Database management systems (or DBMSs) have been around for decades, and yet are still difficult to use, particularly when trying to identify and fix errors in user programs (or queries). We seek to understand what methods have been proposed to help people debug database queries, and whether these techniques have ultimately been adopted by DBMSs (and users). We conducted an interdisciplinary review of 112 papers and tools from the database, visualization and HCI communities. To better understand whether academic and industry approaches are meeting the needs of users, we interviewed 20 database users (and some designers), and found surprising results. In particular, there seems to be a wide gulf between users’ debugging strategies and the functionality implemented in existing DBMSs, as well as proposed in the literature. In response, we propose new design guidelines to help system designers to build features that more closely match users debugging strategies.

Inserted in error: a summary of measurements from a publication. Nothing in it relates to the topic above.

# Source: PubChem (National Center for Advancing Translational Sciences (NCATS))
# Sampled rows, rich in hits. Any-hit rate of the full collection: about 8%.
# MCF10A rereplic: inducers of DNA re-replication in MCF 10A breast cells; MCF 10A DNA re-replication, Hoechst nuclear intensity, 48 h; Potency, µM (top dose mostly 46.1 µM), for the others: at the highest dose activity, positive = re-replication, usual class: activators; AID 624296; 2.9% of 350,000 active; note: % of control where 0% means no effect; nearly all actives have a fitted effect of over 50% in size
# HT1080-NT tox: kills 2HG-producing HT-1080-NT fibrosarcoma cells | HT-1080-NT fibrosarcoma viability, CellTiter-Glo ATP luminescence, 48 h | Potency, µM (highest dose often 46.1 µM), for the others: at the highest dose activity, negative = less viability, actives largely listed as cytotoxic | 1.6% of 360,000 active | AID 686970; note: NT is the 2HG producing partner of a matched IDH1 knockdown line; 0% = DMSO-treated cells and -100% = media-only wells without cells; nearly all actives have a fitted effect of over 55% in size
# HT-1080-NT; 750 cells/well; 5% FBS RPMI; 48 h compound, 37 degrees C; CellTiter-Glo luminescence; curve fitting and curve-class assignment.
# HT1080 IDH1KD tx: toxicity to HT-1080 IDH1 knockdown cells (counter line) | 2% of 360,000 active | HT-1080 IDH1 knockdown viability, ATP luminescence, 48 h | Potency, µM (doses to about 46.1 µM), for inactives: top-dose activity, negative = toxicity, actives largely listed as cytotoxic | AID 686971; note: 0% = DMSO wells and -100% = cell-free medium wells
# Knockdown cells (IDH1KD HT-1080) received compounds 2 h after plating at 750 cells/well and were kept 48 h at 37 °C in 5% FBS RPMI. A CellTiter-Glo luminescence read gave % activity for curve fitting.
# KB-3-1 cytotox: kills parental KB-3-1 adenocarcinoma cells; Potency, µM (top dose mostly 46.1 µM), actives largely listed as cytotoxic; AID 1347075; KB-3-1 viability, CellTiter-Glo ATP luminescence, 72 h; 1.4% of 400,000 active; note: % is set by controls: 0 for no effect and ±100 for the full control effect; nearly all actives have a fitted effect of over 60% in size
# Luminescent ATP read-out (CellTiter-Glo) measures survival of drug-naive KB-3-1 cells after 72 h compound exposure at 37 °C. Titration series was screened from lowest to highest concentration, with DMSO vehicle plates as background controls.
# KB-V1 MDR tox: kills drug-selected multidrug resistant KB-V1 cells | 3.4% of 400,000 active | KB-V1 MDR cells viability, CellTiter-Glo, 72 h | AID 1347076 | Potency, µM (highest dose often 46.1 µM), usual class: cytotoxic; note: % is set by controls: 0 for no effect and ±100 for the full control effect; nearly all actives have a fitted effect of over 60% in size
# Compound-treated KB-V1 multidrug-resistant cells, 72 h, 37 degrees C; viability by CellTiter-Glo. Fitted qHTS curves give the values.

CHI 2020: SIGCHI Conference on Human Factors in Computer Systems | Acceptance Rate: 23.8%

Selected Course Projects


Apart from a growing and budding researcher, I am an absorbing painter and an inquisitive dissectologist. I enjoy most of my weekends painting. Over vacations, when I have more free time on hand, I am caught up making jigsaw puzzles.

I also enjoy exploring nature trails, sight-seeing and reading about histories of places.



2105, Brendan Iribe Center,
University of Maryland,
College Park, MD - 20740